I was on after John and started off with 'Holding ourselves from the edge of the headland' and 'A good year for the spiders'.  The mid section of my set was blighted by feedback and some unpredicted chaotic kaoss, but I managed to pull it back with an accordion piece in homage to my least favourite tipple - L.L.Loopy Juice.  The beverage that sends you a little bit mentalist and sees you ending up trying to have sex with a table leg!  As I hadn't sound checked the accordion, I took the instrument to the audience and squeezed my way through each and every one of them.

Supine Orchestra ended the evening with an hours worth of quality song writing and clever lyrics.  Some new songs off their latest album and some even newer ones that I don't think they've recorded yet.  This was exactly the right end to an evening that began with spoken word and poetry, through to jazz and digital beat poetry, and on to the Americana tinged backwaters of songs about growing up in Coventry.  The whole evenings entertainment was a veritable feast of highs and lows, of the dramatic and the humorous, of lyrics and music, and all round cheerful depressions.

We had a great night at the Worcestershire Literature Festival and very much hope it will go from strength to strength.  A remarkable achievement to say this was the first ever programme.

And finally, I have to give a big shout out and thanks to Ruth Inglis, the festival organiser, who asked me to play and also looked after my family and other reprobates during our stay in Worcester.  We were inspired, we were entertained and we were always educated!

Tuesday, 14 June 2011

Anticx Stage at Parklife 2011 - Manchester (Saturday)

Haven’t been around this  blog much of late.  Mostly because of gigs in Sheff, Leeds and Manchester.  So I thought I’d write up my most recent experience at the awesome Parklife Festival.
In the centre of Manchester the hard rain was beating me down as I wrestled two bags of electronic gadgets and a customised kaoss stand through the crowds and onto the bus.  The place was packed with weekend revellers who were also heading out to Parklife.  An hour later and the clouds had parted, the sun was shining and I was standing in a field full of wonderful artifacts, sculptures and all walks of life people.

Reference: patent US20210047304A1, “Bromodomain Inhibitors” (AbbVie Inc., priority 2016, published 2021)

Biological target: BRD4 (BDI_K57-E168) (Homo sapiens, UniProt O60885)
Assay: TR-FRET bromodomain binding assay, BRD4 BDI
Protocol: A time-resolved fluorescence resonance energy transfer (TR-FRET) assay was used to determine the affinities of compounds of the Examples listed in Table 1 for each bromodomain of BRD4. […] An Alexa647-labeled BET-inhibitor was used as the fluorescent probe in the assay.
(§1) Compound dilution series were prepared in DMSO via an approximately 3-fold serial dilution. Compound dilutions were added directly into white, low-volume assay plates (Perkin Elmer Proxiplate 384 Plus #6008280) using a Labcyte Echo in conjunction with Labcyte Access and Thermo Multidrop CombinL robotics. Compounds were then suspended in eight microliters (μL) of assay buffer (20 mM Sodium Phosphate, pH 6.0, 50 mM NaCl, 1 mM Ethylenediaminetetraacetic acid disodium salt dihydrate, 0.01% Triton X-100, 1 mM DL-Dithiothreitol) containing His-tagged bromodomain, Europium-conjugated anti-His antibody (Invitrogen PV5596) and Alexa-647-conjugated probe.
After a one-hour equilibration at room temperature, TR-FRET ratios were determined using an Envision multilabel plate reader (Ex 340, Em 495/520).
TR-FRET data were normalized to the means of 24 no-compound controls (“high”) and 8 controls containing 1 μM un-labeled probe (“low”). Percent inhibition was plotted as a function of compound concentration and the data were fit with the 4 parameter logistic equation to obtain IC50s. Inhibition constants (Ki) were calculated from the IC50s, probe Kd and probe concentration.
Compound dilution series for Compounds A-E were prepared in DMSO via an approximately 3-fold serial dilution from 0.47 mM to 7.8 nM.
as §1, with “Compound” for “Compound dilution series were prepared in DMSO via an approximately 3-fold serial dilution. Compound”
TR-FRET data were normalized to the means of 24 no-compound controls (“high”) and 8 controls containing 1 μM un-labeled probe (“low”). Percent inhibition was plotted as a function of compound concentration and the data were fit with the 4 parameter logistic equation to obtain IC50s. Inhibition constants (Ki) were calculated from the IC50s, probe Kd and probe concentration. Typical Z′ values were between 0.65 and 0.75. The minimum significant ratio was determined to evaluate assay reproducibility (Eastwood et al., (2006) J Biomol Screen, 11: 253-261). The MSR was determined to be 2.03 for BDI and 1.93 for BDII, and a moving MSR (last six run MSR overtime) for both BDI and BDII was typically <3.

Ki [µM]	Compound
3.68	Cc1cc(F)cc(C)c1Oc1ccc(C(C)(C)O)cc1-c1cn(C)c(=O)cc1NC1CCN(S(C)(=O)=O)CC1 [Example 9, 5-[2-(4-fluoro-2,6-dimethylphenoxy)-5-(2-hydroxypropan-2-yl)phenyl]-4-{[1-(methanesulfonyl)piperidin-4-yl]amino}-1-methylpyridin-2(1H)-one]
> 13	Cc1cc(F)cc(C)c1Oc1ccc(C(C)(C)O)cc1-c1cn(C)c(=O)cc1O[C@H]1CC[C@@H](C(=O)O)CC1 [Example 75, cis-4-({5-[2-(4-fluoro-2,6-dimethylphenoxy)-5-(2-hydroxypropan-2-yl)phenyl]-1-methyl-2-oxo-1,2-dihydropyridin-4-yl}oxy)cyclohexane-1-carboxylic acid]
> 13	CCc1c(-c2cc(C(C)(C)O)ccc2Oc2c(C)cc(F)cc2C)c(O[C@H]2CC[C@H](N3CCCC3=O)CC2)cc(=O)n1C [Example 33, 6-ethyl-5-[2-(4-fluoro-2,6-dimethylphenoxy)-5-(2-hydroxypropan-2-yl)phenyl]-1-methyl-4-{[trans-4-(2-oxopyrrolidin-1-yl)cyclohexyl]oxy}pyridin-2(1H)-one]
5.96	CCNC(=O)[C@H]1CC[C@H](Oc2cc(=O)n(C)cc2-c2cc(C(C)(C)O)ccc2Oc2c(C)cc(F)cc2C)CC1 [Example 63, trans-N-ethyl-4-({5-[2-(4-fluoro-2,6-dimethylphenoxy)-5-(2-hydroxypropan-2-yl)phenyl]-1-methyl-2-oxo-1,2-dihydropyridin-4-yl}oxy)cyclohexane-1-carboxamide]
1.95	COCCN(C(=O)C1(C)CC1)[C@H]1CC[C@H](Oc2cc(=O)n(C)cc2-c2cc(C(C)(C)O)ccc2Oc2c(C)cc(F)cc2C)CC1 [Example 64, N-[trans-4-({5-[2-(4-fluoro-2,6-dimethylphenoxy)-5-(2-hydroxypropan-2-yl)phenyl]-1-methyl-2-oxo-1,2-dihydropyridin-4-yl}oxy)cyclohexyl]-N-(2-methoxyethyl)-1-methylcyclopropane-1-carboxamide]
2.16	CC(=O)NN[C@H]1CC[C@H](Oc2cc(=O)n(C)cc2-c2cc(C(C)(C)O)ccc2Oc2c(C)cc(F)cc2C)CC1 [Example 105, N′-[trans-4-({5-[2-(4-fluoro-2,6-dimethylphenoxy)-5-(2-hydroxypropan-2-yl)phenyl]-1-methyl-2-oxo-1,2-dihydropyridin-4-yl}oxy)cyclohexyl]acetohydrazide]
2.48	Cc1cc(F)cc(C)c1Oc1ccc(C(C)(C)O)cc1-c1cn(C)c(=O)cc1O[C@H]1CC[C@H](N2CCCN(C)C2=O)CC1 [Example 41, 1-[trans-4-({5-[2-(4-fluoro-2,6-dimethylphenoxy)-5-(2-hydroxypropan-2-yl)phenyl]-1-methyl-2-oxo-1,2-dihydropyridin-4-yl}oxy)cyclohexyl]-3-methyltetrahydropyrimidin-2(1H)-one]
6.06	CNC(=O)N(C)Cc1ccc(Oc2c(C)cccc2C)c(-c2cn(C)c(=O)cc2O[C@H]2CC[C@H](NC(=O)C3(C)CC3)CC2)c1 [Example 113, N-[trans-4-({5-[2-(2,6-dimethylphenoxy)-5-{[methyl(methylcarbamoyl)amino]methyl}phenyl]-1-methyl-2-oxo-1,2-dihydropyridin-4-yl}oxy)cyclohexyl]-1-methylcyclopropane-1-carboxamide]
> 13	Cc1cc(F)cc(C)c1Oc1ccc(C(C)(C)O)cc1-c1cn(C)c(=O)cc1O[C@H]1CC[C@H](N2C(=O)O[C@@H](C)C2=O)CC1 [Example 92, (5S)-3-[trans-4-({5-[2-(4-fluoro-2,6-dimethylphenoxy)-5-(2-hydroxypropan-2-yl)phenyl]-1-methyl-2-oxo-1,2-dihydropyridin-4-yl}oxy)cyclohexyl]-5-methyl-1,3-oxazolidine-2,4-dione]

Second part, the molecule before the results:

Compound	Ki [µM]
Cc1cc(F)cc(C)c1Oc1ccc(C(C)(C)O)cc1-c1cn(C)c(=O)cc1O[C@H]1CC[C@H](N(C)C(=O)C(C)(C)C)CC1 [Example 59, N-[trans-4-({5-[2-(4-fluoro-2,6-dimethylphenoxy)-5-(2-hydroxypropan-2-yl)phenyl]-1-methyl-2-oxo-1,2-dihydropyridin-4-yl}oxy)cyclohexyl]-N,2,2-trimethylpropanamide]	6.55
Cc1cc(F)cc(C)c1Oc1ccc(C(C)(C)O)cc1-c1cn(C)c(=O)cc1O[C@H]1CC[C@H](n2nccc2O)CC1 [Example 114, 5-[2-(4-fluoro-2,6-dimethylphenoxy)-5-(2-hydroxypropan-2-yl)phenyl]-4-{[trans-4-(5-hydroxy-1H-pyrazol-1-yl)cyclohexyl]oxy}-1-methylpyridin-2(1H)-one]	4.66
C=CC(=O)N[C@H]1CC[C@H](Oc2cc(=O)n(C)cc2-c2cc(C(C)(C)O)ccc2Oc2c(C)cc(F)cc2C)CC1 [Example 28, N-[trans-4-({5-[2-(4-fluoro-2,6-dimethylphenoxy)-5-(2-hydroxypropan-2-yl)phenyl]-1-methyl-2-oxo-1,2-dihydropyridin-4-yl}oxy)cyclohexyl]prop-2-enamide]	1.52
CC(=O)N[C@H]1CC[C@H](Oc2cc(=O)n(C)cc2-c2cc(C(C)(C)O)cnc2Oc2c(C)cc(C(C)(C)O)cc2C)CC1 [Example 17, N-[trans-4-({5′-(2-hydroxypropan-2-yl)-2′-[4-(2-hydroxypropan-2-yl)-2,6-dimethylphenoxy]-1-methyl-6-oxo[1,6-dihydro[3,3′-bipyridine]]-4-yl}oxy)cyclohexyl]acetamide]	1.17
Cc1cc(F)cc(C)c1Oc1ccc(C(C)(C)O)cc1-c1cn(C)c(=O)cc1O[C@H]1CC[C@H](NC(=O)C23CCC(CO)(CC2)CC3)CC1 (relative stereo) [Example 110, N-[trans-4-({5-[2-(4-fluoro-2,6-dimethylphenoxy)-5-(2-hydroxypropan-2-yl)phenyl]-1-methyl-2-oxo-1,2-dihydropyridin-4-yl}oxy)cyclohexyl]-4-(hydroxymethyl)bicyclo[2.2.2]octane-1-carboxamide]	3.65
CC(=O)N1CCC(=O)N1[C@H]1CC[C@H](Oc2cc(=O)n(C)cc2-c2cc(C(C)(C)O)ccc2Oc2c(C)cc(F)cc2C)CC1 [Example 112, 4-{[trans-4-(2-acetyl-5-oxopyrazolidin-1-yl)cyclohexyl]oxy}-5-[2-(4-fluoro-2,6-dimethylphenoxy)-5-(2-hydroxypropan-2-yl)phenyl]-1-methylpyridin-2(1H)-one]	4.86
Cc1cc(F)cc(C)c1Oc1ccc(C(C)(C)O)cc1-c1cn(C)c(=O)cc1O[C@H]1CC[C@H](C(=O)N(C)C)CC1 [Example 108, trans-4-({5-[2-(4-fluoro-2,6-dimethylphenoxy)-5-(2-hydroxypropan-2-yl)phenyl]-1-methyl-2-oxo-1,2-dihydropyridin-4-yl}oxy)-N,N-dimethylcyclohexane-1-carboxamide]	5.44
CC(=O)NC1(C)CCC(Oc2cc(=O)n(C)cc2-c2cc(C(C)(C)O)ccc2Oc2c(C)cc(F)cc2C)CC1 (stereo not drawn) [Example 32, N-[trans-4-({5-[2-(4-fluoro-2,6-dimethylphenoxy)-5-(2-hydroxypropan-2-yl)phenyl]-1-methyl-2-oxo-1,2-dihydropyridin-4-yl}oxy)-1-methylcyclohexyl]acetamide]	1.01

I’d got the gig courtesy of Anticx Asylum, the Manchester based art and performance collective who are leading the way for all kinds of new music, cutting edge dance, poetry, comedy and performance in the City.  They had been given the Roshambo area of the park to fill with interesting and different goings on, and they had worked incredibly hard to make this an exciting and fun space to hang out.

Back stage I dropped my stuff off next to a Charlie Chaplin esque mime artist who sat quietly waiting his turn to go on stage.  Then I was approached by a woman who asked me if I’d like to "come in her vagina!"   In fact, I hadn’t taken a wrong turn down some dodgy back street, the vagina in question was an art installation made up of a labryinth of tunnels through which you have to crawl (see pic of bald eagle right).  When my turn came I was ejaculated into a dome shaped tent where various artists were entertaining a relaxed and friendly audience.  There was a good vibe in the womb, so I stayed a while and watched an all female choir singing some sweet songs.  Slap and Giggle doing a comedy piece about a Cereal Killer - the snap, crackle, pop variety.  Fun Box giving a retro BBC interview to a fictitious writer of erotica.  And the talented singer song writer Hugo Kensdale, battling valiantly against an amplified back drop of a highly danceable Dubside set.

After the Busking Tent I headed towards the circuit bent screaches and blips of Noisy Toys and the men in white coats and thick rimmed glasses.  Here you could participate in making noises with friends and complete strangers, and every now and again the sounds would fit together, but most of the time it was just a horrible joyous mess.  I plugged in one of my own noise gadgets and played along for a while, until I found a sound fit to make your ears bleed, and the men in the white coats didn’t carry me off for interfering with their parts.

I didn’t much venture into the vast area of the park where gigantic stages and dance tents were attracting massive crowds.  Mostly because I was waiting my turn on stage and checking on progress through the long list of different acts (see pic left).  But also because my preference is for the eclectic and relative unknowns.  I tried the various arm chairs and seats which the Anticx team had carefully designed and put together - cut in half bath tubs, painted tyres, giant haystacks covered in turf.
On the main stage a young poet by the name of Greg Saxton was telling the audience how he went insane, to a background of classical music and dubstep.  An energetic band called Rachel Whatever thrashed out some rocking good tunes.  And the street dancers that had out performed each other on the main Anticx stage were now pulling crowds in the audience, as they entertained with one armed hand stands and head spins, whilst DJs played exactly the right beats and the sun continued to shine through.